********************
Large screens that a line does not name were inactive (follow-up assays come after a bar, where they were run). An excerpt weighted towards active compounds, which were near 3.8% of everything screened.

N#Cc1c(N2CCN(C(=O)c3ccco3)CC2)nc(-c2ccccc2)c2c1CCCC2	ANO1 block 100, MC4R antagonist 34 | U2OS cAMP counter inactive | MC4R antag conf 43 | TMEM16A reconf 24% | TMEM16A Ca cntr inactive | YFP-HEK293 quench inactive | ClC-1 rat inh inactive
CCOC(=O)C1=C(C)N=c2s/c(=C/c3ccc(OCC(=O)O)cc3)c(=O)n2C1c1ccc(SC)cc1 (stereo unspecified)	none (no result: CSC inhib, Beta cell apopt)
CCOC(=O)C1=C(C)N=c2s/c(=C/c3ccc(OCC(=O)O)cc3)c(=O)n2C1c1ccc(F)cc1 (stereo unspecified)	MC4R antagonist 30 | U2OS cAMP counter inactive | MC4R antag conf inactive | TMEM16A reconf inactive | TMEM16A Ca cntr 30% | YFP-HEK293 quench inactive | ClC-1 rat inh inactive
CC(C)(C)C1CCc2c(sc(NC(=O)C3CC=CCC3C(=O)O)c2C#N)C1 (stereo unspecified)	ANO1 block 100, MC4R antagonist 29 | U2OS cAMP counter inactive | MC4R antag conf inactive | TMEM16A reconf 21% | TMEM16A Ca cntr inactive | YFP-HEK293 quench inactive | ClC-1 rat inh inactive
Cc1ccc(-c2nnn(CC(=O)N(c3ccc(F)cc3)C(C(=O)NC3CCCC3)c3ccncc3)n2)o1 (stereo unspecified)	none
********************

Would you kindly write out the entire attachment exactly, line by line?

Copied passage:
Large screens that a line does not name were inactive (follow-up assays come after a bar, where they were run). An excerpt weighted towards active compounds, which were near 3.8% of everything screened.

N#Cc1c(N2CCN(C(=O)c3ccco3)CC2)nc(-c2ccccc2)c2c1CCCC2	ANO1 block 100, MC4R antagonist 34 | U2OS cAMP counter inactive | MC4R antag conf 43 | TMEM16A reconf 24% | TMEM16A Ca cntr inactive | YFP-HEK293 quench inactive | ClC-1 rat inh inactive
CCOC(=O)C1=C(C)N=c2s/c(=C/c3ccc(OCC(=O)O)cc3)c(=O)n2C1c1ccc(SC)cc1 (stereo unspecified)	none (no result: CSC inhib, Beta cell apopt)
CCOC(=O)C1=C(C)N=c2s/c(=C/c3ccc(OCC(=O)O)cc3)c(=O)n2C1c1ccc(F)cc1 (stereo unspecified)	MC4R antagonist 30 | U2OS cAMP counter inactive | MC4R antag conf inactive | TMEM16A reconf inactive | TMEM16A Ca cntr 30% | YFP-HEK293 quench inactive | ClC-1 rat inh inactive
CC(C)(C)C1CCc2c(sc(NC(=O)C3CC=CCC3C(=O)O)c2C#N)C1 (stereo unspecified)	ANO1 block 100, MC4R antagonist 29 | U2OS cAMP counter inactive | MC4R antag conf inactive | TMEM16A reconf 21% | TMEM16A Ca cntr inactive | YFP-HEK293 quench inactive | ClC-1 rat inh inactive
Cc1ccc(-c2nnn(CC(=O)N(c3ccc(F)cc3)C(C(=O)NC3CCCC3)c3ccncc3)n2)o1 (stereo unspecified)	none